Still she loves no one but me

 Oh, don't touch my Fanny

Please don't ever try

My little Fanny

Is reserved for just one guy

Benny Bell’s career arc was just as strange as his music. He was never a superstar, especially outside of the Jewish community, but he was able to survive in the industry for a number of years. With the rise of television and decline of vaudeville during the 1950s and 1960s, Benny Bell faded into complete obscurity. However, he was too great a talent to be condemned to this fate forever, and his career went through a major renaissance when famed syndicated radio DJ Dr. Demento discovered a copy of his song “Shaving Cream” in 1975. It instant hit, and was one of the most requested songs of the year nationwide, and reached the billboard charts for the first time, a whole twenty-nine years after it's initial release. With this newfound fame, Benny Bell's music was re-released on the album ‘Shaving Cream’ by Vanguard records.

Benny Bell's catalogue is extensive. It is rumored that he wrote or recorded over 400 songs, although there are slight under 200 in existence right now. Benny Bell also took to recording classic musical comic standards. His version of ‘Jack of All Trades’ or ‘I Used to Work in Chicago,’ tells a story of a man who seems to have worked in every department store in every city, managing to get fired for every possible infidelity. His recording of this classic has become the gold standard, and can be heard bellowing out in bars, schoolbuses, and other safe havens for the immature worldwide:

Benny Bell's version of Jack of All Trades:

I used to work in Waukegan, in a department store,

I used to work in Waukegan, I did but I don't anymore

A lady came in for a pinch of salt, we had some in the store

A pinch she wanted, a pinch she got

That's why I'm not there anymore!

I used to work in New Jersey in a department store

I used to work in New Jersey, I did but I don’t anymore

A lady came in for some felt, we had some in the store

Felt she wanted, felt she got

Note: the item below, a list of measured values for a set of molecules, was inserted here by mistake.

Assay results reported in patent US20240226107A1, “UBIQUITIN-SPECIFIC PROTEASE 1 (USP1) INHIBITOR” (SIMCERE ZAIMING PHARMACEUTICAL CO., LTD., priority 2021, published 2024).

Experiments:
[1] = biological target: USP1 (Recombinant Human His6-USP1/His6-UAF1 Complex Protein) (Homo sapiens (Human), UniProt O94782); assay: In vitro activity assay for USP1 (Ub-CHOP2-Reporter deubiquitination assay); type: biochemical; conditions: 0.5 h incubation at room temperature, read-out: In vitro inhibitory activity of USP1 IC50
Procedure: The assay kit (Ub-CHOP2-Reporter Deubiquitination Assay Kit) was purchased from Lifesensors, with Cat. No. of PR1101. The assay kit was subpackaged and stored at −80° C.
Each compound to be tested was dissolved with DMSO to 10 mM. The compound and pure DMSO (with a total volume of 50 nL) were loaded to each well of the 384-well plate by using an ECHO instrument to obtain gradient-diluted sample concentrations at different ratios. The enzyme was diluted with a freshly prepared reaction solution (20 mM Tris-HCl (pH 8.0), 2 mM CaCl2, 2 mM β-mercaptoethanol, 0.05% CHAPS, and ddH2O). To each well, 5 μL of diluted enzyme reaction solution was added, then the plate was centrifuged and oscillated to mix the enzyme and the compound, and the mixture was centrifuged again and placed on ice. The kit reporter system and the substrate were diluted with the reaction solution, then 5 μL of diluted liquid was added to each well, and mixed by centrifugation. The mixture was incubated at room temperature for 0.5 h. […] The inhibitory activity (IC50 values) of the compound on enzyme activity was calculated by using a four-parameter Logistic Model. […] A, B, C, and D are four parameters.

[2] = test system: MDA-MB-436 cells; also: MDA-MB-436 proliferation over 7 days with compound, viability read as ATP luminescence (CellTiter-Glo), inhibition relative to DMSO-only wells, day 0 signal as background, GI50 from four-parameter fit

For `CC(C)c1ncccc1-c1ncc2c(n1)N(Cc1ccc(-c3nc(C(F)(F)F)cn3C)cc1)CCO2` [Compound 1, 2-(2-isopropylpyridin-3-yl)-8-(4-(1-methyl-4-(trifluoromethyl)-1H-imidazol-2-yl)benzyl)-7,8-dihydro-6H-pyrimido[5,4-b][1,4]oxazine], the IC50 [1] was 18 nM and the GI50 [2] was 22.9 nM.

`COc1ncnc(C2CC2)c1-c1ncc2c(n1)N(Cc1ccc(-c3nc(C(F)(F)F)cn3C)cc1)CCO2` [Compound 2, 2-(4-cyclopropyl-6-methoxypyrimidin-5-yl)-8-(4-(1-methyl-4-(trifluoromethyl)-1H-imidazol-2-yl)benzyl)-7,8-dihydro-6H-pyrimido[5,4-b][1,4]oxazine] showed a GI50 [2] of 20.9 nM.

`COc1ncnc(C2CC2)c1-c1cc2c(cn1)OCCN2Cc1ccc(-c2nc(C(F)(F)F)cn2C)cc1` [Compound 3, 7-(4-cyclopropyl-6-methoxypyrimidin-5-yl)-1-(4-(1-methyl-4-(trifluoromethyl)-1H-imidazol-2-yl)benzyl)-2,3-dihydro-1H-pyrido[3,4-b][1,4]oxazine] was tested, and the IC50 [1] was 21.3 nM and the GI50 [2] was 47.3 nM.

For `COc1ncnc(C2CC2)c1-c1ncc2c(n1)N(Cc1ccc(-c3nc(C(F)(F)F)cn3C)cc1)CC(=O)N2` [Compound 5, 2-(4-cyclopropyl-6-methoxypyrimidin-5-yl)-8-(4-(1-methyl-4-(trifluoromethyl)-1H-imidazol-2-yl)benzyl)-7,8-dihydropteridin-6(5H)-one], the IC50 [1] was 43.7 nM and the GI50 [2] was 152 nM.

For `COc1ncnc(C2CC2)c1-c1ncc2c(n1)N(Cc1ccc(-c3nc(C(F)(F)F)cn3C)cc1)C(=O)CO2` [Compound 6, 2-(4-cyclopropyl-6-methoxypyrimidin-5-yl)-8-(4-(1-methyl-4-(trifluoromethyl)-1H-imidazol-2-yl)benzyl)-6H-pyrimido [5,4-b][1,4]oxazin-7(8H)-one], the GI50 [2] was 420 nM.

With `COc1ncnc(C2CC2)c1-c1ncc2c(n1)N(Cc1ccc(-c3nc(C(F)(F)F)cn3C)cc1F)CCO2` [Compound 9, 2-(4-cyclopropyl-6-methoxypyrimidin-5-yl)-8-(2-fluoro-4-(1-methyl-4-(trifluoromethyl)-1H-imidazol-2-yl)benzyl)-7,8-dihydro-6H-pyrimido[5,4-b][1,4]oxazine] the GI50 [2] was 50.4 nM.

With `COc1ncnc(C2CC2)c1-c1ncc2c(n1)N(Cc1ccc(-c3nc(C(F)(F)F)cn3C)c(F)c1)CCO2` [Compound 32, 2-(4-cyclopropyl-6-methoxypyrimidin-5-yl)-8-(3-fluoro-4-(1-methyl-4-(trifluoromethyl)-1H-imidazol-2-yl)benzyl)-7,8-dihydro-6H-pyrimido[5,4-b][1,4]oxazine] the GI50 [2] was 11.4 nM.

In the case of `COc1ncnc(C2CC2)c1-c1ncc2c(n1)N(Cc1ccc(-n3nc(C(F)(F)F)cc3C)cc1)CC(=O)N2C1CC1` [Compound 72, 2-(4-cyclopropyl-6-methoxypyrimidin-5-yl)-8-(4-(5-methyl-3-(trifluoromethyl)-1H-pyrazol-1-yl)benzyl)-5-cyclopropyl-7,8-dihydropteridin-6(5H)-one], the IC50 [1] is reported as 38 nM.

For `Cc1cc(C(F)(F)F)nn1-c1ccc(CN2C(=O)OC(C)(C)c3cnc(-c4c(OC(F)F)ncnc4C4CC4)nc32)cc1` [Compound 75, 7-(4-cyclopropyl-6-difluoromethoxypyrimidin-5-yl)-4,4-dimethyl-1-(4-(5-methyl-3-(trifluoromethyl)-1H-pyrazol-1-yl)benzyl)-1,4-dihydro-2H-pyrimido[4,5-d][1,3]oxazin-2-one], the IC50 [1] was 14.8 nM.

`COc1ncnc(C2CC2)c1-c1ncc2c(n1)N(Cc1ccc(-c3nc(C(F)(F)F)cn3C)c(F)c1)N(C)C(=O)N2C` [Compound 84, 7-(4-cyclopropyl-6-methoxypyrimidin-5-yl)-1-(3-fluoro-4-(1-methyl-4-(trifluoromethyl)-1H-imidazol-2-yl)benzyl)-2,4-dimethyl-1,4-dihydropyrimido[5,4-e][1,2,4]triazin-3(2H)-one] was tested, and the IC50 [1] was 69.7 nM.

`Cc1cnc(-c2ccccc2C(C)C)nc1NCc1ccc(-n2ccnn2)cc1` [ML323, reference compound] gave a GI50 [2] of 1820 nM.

That’s why I’m not there anymore! 

Thanks goodness employers back then didn’t call around for references!

Benny Bell was dedicated to comedy until the very end. At ninety years of age, he was still writing and performing live. Benny Bell died at the age of 93 in 1999, and this year marks the tenth anniversary of his death. He left behind at least 200 hundred comedic songs, an impressive comic legacy. For better or worse, he paved the way for musical comedians of all type including Wierd Al Yankovic and Stephen Lynch.

Benny Bell's recordings are a valuable historical resource for those interested in the New York Jewish immigration experience. A Collection of Benny Bell’s works, including the hit Shaving Cream, are now in the public domain. You can access these timeless recordings on the internet archive.

If this isn't enough, the Judaica Sound Archives have a near complete collection of his early LPS available on the web. These include his first character Pincus the Peddler, and some of his Yiddish Language Recordings.
Pincus the Peddler
If you don’t like it, stick your head in a barrel of shaving cream.
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Tags: Benny Bell, Comedy, Borscht Belt, Music, LPs, Jewish Humor, New York, Shaving Cream, Entertainment, Immigration, Klezmer

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Comments

Posted by Jon Hedges
10/02/2009  at  12:21 PM
Benny Bell book

There is a fantastic new book about Benny Bell called “Grandpa Had a Long One: Personal Notes on the Life, Career & Legacy of Benny Bell,” written by his grandson, journalist Joel Samberg. Check out the book’s website at http://www.bennybellbook.webs.com. There’s also a YouTube video about the book that you can find simply by typing Benny Bell Book into the search bar. The book reminds me of “Tuesdays with Morrie” because of its structure and warmth. But as Benny Bell fans know, Ben was far nuttier and quirkier (and more mysterious) than Morrie!